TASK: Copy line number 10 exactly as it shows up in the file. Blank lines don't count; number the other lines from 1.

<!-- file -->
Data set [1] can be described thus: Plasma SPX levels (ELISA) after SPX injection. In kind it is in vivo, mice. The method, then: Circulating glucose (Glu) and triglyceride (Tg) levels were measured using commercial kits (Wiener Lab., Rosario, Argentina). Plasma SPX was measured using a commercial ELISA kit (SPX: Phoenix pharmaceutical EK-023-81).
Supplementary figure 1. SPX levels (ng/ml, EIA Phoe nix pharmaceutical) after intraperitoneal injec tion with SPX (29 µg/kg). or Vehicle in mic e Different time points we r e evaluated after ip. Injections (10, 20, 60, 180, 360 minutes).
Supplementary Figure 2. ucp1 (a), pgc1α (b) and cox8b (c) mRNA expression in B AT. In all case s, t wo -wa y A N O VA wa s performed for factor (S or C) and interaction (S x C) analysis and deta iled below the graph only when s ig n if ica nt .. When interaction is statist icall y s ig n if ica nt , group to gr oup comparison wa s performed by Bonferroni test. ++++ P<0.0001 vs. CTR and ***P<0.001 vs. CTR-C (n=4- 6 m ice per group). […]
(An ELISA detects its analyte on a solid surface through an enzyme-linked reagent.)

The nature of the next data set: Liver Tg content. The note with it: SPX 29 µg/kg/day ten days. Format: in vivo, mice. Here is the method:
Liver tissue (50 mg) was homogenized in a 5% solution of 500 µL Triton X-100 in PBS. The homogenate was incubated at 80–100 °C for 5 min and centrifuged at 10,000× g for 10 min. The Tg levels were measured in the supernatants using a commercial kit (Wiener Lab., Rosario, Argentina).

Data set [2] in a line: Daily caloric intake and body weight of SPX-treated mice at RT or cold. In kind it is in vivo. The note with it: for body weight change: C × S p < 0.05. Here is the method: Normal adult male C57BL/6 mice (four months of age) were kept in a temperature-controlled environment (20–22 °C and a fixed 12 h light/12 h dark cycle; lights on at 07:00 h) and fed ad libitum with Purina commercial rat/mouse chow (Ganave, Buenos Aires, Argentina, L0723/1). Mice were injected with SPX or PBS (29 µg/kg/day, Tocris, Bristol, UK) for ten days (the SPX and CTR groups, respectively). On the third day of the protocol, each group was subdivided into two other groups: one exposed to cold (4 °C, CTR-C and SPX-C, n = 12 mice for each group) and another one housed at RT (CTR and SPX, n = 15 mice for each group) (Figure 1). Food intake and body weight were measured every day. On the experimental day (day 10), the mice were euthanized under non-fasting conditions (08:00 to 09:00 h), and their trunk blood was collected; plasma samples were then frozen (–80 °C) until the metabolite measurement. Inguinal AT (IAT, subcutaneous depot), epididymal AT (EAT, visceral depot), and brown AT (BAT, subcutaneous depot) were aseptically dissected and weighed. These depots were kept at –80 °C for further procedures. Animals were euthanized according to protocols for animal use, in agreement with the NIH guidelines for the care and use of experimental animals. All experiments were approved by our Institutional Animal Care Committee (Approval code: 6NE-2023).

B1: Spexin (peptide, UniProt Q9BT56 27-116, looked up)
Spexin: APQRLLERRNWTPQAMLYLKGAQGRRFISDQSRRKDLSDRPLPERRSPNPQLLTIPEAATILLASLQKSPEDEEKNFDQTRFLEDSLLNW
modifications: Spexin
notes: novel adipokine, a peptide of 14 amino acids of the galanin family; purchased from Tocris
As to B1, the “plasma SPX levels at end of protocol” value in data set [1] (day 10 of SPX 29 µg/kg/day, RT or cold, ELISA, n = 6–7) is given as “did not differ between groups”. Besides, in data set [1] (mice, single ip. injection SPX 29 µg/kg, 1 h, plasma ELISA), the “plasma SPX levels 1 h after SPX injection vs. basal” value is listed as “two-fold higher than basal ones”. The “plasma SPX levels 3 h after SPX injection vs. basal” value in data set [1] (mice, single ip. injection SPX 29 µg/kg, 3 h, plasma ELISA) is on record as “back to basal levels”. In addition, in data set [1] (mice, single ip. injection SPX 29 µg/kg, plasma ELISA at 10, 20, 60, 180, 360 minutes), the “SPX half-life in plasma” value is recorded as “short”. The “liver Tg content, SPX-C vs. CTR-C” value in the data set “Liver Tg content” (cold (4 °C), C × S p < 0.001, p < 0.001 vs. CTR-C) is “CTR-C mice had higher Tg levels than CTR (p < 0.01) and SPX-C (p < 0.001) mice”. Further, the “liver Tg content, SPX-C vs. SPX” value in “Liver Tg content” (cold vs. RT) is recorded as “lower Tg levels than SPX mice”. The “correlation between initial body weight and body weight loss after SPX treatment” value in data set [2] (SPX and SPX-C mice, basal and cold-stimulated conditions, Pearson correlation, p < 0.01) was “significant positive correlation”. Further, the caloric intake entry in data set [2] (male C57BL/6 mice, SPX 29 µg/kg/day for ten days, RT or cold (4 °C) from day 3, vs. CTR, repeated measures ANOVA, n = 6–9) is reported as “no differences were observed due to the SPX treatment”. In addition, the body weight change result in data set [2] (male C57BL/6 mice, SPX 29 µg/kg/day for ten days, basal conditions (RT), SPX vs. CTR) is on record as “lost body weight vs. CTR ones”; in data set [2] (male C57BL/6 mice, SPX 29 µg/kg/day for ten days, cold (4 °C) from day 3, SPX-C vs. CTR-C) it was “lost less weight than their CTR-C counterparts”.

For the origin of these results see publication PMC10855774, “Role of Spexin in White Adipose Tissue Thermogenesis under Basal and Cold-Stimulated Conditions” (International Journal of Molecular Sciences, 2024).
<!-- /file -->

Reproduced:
modifications: Spexin